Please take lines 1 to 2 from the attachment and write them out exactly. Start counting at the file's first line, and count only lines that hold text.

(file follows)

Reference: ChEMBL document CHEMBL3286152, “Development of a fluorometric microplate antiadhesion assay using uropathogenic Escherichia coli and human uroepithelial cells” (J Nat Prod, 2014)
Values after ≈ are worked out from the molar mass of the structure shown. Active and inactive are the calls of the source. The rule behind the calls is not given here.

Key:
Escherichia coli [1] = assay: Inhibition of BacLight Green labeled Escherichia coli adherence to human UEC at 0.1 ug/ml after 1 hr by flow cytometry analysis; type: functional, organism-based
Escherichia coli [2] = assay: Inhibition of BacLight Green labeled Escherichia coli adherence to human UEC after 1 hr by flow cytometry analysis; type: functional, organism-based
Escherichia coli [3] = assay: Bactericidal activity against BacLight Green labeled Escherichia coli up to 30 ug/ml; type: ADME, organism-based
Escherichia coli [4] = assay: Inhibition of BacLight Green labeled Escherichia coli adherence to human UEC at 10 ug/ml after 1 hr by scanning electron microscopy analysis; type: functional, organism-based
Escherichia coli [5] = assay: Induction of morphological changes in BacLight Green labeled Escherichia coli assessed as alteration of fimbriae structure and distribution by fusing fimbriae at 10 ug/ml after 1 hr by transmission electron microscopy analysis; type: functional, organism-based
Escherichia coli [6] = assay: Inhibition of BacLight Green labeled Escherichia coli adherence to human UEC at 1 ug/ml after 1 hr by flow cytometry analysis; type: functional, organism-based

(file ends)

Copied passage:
Reference: ChEMBL document CHEMBL3286152, “Development of a fluorometric microplate antiadhesion assay using uropathogenic Escherichia coli and human uroepithelial cells” (J Nat Prod, 2014)
Values after ≈ are worked out from the molar mass of the structure shown. Active and inactive are the calls of the source. The rule behind the calls is not given here.